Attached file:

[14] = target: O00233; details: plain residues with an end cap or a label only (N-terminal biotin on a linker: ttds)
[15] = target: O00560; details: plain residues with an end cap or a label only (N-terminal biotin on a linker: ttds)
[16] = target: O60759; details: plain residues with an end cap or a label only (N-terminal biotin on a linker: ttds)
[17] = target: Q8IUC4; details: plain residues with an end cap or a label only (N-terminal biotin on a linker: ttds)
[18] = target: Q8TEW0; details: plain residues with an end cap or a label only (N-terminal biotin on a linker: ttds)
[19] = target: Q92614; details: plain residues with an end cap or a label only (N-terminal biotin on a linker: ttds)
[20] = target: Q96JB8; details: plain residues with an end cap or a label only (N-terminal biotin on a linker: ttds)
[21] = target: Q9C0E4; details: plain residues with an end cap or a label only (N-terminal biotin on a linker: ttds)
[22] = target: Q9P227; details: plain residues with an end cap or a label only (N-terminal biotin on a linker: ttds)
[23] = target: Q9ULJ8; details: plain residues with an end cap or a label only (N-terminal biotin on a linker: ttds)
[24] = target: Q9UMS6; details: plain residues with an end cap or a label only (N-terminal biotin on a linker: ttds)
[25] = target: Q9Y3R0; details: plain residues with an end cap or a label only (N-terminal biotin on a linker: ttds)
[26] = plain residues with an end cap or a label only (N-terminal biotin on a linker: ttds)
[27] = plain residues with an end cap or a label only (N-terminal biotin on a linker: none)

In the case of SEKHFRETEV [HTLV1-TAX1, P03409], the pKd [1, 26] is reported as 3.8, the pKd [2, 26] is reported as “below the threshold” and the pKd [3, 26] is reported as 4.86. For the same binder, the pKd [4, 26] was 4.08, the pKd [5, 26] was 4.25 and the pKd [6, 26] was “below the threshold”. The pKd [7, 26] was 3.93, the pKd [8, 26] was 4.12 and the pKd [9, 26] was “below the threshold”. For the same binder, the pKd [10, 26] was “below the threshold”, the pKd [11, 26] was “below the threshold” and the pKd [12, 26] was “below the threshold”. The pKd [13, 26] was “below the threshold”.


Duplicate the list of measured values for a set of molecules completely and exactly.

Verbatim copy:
[14] = target: O00233; details: plain residues with an end cap or a label only (N-terminal biotin on a linker: ttds)
[15] = target: O00560; details: plain residues with an end cap or a label only (N-terminal biotin on a linker: ttds)
[16] = target: O60759; details: plain residues with an end cap or a label only (N-terminal biotin on a linker: ttds)
[17] = target: Q8IUC4; details: plain residues with an end cap or a label only (N-terminal biotin on a linker: ttds)
[18] = target: Q8TEW0; details: plain residues with an end cap or a label only (N-terminal biotin on a linker: ttds)
[19] = target: Q92614; details: plain residues with an end cap or a label only (N-terminal biotin on a linker: ttds)
[20] = target: Q96JB8; details: plain residues with an end cap or a label only (N-terminal biotin on a linker: ttds)
[21] = target: Q9C0E4; details: plain residues with an end cap or a label only (N-terminal biotin on a linker: ttds)
[22] = target: Q9P227; details: plain residues with an end cap or a label only (N-terminal biotin on a linker: ttds)
[23] = target: Q9ULJ8; details: plain residues with an end cap or a label only (N-terminal biotin on a linker: ttds)
[24] = target: Q9UMS6; details: plain residues with an end cap or a label only (N-terminal biotin on a linker: ttds)
[25] = target: Q9Y3R0; details: plain residues with an end cap or a label only (N-terminal biotin on a linker: ttds)
[26] = plain residues with an end cap or a label only (N-terminal biotin on a linker: ttds)
[27] = plain residues with an end cap or a label only (N-terminal biotin on a linker: none)

In the case of SEKHFRETEV [HTLV1-TAX1, P03409], the pKd [1, 26] is reported as 3.8, the pKd [2, 26] is reported as “below the threshold” and the pKd [3, 26] is reported as 4.86. For the same binder, the pKd [4, 26] was 4.08, the pKd [5, 26] was 4.25 and the pKd [6, 26] was “below the threshold”. The pKd [7, 26] was 3.93, the pKd [8, 26] was 4.12 and the pKd [9, 26] was “below the threshold”. For the same binder, the pKd [10, 26] was “below the threshold”, the pKd [11, 26] was “below the threshold” and the pKd [12, 26] was “below the threshold”. The pKd [13, 26] was “below the threshold”.